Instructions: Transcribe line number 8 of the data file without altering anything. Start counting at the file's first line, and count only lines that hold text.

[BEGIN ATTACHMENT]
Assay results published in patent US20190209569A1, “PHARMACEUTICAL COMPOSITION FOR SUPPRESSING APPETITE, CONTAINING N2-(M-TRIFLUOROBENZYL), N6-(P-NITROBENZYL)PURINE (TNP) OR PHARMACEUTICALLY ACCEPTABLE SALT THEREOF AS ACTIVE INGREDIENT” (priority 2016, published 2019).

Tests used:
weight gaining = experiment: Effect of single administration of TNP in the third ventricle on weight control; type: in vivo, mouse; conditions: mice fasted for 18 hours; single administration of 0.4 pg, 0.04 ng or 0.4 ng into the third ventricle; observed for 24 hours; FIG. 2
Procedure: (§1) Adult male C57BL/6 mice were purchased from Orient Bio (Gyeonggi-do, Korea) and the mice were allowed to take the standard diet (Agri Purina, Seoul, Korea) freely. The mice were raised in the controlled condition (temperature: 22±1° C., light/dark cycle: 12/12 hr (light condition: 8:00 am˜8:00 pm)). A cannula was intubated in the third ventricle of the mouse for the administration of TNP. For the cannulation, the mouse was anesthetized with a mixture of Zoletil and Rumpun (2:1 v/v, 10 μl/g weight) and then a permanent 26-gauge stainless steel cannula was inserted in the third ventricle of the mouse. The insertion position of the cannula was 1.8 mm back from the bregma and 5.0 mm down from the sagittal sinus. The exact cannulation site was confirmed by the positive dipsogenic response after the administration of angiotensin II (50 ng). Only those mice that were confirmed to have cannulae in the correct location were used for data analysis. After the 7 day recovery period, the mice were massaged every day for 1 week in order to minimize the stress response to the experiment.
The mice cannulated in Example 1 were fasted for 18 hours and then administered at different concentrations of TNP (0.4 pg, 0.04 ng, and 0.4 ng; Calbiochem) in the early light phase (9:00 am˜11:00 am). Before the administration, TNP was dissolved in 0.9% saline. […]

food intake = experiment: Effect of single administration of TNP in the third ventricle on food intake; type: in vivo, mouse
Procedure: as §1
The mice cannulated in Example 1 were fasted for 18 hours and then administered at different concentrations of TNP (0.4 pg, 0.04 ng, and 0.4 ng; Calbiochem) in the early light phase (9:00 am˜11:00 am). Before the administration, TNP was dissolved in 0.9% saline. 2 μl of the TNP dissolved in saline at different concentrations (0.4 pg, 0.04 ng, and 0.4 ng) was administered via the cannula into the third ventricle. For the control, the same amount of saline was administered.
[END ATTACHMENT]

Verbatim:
The mice cannulated in Example 1 were fasted for 18 hours and then administered at different concentrations of TNP (0.4 pg, 0.04 ng, and 0.4 ng; Calbiochem) in the early light phase (9:00 am˜11:00 am). Before the administration, TNP was dissolved in 0.9% saline. 2 μl of the TNP dissolved in saline at different concentrations (0.4 pg, 0.04 ng, and 0.4 ng) was administered via the cannula into the third ventricle. For the control, the same amount of saline was administered.